Saturday, 19 March 2011

Criticism of situational ethics

John Robinson, an Anglican Bishop of Woolwich and Dean of Trinity College started off a firm supporter of situational ethics, saying that it was: "The only ethics for the man come of age" referring to the responsibility it gave the individual in deciding the morality of their actions. Although later he withdrew his support recognising that people couldn't take this sort of responsibility, remarking that "It will all descend into moral chaos".

Situational ethics is individualistic, which is another thing Bishop Robinson may have been referring to. The problem is that it gives people an excuse for not obeying the rules when it suits them. If someone wants to do something badly enough, they are likely to be able to justify it to themselves. Agape love is an ideal, whereas humanity is a practical species full of selfishness and other flaws.

One of the problems with teleological, consequential theories is that they are based on the future consequences, and the future is quite hard to predict in some cases. For example it may be easy to predict that if you harm someone, then it will make them and those around them sad and/or angry. However, when considering more tricky situations such as an abortion, it is impossible to tell for certain how the child's life and its mother's will turn out either way.

Some point out that although Jesus was known to break the traditions and extra laws the Pharisees had set in place, (as shown in some of the biblical references) He never broke one of the Ten Commandments, or any part of the Levitical Law found in the Bible.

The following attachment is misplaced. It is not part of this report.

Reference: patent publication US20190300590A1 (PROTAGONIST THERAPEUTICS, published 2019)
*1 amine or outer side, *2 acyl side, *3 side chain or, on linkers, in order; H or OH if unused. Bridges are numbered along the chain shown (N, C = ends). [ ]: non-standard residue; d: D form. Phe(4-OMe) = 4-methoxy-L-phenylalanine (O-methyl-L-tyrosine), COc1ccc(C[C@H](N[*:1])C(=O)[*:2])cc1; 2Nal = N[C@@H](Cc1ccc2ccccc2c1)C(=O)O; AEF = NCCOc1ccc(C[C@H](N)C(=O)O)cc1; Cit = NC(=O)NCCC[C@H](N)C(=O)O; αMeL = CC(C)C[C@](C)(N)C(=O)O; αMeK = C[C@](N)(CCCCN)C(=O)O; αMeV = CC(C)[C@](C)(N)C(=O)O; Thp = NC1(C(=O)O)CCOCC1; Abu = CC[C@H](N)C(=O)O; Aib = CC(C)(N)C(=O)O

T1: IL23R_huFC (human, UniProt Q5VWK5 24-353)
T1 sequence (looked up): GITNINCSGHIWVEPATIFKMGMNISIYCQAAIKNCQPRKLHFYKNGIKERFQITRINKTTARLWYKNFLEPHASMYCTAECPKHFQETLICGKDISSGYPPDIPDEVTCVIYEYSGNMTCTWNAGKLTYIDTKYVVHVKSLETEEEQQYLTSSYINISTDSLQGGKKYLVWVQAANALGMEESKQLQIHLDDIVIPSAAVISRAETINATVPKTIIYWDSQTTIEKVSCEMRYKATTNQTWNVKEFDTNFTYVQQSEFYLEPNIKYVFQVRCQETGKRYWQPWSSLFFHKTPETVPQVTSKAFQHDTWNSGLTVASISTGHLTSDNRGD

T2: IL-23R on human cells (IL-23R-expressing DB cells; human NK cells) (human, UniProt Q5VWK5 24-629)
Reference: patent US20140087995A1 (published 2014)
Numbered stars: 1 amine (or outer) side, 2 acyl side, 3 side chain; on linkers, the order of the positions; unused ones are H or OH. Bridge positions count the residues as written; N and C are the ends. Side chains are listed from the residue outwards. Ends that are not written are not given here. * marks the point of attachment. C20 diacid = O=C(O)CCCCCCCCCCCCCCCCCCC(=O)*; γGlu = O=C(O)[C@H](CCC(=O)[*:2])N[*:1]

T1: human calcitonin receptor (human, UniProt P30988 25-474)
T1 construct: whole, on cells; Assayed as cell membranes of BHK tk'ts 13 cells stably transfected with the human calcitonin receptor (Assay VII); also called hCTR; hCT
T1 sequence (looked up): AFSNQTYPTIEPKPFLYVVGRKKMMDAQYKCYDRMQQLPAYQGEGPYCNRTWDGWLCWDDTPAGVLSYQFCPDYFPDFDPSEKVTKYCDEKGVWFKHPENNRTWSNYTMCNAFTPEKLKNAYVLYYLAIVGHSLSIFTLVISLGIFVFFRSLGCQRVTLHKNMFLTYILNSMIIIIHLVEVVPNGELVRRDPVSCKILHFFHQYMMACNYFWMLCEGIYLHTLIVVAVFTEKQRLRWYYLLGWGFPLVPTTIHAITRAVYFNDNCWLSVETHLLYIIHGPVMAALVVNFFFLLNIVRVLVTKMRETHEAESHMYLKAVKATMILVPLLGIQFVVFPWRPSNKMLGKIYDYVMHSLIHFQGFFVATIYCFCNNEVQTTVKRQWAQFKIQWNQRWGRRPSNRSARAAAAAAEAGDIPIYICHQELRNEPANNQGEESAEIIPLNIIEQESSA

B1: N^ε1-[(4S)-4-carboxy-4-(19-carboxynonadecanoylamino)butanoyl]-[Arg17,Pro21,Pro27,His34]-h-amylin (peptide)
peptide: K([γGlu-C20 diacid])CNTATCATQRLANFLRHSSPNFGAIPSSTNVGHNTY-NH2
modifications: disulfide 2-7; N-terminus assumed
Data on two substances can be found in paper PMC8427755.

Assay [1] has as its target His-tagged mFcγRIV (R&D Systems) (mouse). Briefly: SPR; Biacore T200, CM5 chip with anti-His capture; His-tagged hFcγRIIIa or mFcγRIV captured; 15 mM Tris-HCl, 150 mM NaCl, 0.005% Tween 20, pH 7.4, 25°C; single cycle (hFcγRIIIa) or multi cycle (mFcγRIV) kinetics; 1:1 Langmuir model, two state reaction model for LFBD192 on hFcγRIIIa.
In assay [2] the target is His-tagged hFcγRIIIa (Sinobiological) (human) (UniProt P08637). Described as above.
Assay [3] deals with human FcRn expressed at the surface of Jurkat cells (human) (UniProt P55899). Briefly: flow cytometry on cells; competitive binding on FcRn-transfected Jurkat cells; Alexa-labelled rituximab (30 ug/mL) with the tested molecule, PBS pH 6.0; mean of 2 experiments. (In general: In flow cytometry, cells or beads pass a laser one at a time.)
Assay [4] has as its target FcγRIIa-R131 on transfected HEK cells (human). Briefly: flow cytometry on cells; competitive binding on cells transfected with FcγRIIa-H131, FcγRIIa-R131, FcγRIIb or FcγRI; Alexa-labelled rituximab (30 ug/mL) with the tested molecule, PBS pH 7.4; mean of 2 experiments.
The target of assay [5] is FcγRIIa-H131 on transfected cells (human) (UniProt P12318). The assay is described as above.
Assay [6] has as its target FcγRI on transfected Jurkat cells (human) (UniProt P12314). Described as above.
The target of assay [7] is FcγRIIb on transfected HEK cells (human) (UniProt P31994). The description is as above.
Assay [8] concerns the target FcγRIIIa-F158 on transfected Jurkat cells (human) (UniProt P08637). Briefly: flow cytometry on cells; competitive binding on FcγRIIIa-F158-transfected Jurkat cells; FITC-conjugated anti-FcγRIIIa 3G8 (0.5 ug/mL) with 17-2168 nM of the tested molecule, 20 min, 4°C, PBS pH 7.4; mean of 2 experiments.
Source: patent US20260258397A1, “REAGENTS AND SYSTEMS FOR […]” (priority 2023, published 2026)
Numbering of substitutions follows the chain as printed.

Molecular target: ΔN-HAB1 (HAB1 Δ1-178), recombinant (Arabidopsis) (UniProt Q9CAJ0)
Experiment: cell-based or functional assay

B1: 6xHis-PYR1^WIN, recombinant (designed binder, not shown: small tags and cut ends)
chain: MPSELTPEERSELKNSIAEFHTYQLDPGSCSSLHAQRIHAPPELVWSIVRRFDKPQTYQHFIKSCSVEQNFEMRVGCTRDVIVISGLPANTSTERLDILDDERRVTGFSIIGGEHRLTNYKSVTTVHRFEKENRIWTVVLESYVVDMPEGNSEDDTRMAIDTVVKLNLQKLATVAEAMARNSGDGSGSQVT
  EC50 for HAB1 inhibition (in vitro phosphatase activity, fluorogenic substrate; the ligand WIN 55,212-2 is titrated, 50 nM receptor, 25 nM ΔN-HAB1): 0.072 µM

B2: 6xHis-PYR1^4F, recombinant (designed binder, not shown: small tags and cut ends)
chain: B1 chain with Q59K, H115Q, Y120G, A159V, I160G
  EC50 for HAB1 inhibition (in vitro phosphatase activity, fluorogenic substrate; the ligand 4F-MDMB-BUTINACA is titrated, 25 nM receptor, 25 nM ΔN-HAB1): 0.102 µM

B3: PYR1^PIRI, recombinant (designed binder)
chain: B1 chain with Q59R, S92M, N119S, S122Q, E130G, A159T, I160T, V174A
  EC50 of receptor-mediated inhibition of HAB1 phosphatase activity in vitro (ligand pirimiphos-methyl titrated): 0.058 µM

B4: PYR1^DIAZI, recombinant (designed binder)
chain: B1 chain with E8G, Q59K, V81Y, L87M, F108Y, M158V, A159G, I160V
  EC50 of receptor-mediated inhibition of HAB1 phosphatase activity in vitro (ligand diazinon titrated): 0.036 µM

One other criticism of situational ethics is that it's quite vague and doesn't help much in the way of guidance. It says that the most moral thing to do is the thing that is the most loving. But then when it outlines what the most loving thing to do is, it says that the most loving thing to do is the thing that is the most just; from where it goes round in circles.

Situational ethics is subjective, because decisions are made by the individual from within the perceived situation thus calling into question the reliability of that choice.

Situational ethics is prepared to accept any action at all as morally right and some people believe that certain actions are impossible to justify.

Upon writing Situation Ethics, Fletcher claimed that, like one of its predecessors, utilitarianism, the theory was a simple and practical one, hinging around one single principle of utility which is agape love. However, he then goes on to attempt to define agape love and in the process creates more and more principles. Some would claim this makes situational ethics more complicated and less practical than the original, hedonistic utilitarianism of Jeremy Bentham or John Stuart Mill.

Situational ethics also assumes that the most loving thing to do is that which saves lives, maximizes happiness, etc., whereas a virtue ethics basis would point out that love is about an internal disposition or how to be, not external actions or consequences, and that the moral law adhered to by Christians is, by human nature, that which makes a person the most loving.

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